Radiologists Outperform Vancouver Risk Model in Detecting Malignant Lung Cancer

Atezolizumab is the most recent in a line of immune checkpoint inhibitors approved for patients with
Atezolizumab is the most recent in a line of immune checkpoint inhibitors approved for patients with
Experienced and trainee radiologists had superior ability to predict the risk for lung cancer compared with the Vancouver model.

Radiologists both experienced and in training have demonstrated better ability to evaluate cancer risk than the Vancouver Lung Cancer Risk Prediction Model, according to a study recently published in CHEST.

A total of 100 nodules (n=20 with proven cancers, n=80 benign) from the National Lung Cancer Screening Trial (NLST) were used in this study. A team consisting of 3 thoracic radiologists with professional experience and 3 radiologists in training estimated the risk for cancer in each nodule. The team worked independently at first, then were given knowledge of the Vancouver model’s outcomes. Receiver operating characteristic analysis was used to calculate results, with differences in area under the curve (AUC) indicating statistical significance via a Dorfman-Berbaum-Metz multi-reader multi-case analysis.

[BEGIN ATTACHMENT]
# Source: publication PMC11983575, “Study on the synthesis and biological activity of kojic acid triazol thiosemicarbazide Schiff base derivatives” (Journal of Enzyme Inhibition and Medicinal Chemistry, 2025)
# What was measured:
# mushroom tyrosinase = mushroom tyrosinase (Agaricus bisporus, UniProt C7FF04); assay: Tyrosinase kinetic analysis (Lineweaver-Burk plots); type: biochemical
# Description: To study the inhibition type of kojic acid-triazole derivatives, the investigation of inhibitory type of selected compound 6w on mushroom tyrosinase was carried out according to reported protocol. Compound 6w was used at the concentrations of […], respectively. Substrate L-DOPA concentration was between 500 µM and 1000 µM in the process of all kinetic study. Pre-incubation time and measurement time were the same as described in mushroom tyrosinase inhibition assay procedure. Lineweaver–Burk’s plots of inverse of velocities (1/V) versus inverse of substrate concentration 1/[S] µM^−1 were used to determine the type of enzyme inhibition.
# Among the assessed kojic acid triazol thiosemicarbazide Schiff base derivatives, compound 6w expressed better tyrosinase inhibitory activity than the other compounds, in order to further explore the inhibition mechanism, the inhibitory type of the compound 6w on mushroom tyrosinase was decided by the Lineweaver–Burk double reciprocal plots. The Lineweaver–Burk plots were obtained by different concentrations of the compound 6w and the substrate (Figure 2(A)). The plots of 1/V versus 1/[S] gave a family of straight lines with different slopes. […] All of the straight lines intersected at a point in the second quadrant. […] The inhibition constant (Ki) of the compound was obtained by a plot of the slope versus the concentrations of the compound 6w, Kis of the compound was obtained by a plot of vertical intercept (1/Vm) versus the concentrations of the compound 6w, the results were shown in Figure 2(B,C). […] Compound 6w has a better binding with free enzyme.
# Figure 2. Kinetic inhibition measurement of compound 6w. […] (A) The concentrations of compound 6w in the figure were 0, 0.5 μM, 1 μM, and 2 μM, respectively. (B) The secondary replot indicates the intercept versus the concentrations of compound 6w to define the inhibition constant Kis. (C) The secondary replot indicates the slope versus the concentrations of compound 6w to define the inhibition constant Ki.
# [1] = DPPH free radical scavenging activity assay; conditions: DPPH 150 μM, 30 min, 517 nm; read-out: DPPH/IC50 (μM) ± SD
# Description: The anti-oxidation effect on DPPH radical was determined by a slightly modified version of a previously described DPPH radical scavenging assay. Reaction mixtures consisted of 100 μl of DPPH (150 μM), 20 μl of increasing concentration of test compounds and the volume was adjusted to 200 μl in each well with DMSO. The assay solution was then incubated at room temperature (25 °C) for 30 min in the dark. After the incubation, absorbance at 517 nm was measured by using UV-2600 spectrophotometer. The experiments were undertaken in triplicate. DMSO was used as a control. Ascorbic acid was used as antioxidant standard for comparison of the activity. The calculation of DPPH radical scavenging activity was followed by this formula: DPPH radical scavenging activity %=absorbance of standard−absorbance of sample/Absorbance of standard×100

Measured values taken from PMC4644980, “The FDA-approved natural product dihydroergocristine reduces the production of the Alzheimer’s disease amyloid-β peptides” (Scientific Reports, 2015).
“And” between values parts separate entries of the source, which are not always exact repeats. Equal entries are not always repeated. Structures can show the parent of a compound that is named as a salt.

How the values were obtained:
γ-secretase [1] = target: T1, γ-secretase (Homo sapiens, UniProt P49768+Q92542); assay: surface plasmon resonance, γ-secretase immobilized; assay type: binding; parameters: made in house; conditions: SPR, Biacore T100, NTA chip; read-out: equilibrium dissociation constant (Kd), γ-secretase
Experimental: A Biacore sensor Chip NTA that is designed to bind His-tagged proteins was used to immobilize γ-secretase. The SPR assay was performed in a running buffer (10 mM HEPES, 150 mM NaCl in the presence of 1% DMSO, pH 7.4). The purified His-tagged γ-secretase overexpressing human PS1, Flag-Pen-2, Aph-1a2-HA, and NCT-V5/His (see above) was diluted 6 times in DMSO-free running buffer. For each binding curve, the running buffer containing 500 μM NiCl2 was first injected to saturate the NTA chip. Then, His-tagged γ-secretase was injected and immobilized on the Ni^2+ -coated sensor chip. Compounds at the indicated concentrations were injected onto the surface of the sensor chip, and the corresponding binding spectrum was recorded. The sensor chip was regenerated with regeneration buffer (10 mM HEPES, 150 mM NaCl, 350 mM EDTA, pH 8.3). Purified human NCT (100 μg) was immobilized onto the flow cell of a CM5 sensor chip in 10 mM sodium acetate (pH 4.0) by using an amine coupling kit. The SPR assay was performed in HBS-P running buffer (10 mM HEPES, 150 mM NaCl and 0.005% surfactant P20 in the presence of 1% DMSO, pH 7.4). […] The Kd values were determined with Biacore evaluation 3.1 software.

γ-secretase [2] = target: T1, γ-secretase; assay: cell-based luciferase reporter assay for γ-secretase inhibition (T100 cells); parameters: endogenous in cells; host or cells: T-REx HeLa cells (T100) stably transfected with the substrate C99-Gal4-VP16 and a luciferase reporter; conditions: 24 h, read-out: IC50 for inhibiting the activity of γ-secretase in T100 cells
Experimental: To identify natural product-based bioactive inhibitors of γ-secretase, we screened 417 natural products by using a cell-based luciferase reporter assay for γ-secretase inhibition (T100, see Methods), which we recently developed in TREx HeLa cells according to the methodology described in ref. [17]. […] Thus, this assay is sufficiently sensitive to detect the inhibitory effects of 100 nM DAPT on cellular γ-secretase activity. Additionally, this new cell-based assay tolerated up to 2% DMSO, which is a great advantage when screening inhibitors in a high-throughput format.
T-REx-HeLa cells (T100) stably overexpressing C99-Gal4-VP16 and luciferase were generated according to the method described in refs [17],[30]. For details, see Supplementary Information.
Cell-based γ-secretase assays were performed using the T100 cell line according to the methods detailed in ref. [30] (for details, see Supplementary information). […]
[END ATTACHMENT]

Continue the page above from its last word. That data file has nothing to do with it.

Predicting risk for malignant cancer was significantly better among the human team vs the Vancouver model (AUC, 0.85±0.05 vs 0.77±0.06; P =.0010). Furthermore, use of the Vancouver model was not associated with an improvement in accuracy (0.84±0.06). Radiologists with experience outperformed trainees, although not significantly. Accurate identification of malignant vs benign nodule morphology was better among the human team, as the model largely relies on the size of the nodule to estimate risk.

The study authors concluded that “even with high average accuracy, a computer model may produce misleading results in an important subset of cases, potentially leading to adverse outcomes. Nonetheless, the concept of an objective risk model is logical, and incorporation of additional features into the model in the future using advanced models based on machine learning and texture analysis will likely provide more nuanced weighting of morphological nodule features to enable a more robust and clinically useful decision support tool.”

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Disclosure: Multiple authors disclosed affiliations with pharmaceutical companies. See the reference for complete disclosure information.


MacMahon H, Li F, Jiang Y, Armato SG 3rd. Accuracy of the Vancouver Lung Cancer Risk Prediction Model compared with radiologists [published online April 11, 2019]. CHEST. doi:10.1016/j.chest.2019.04.002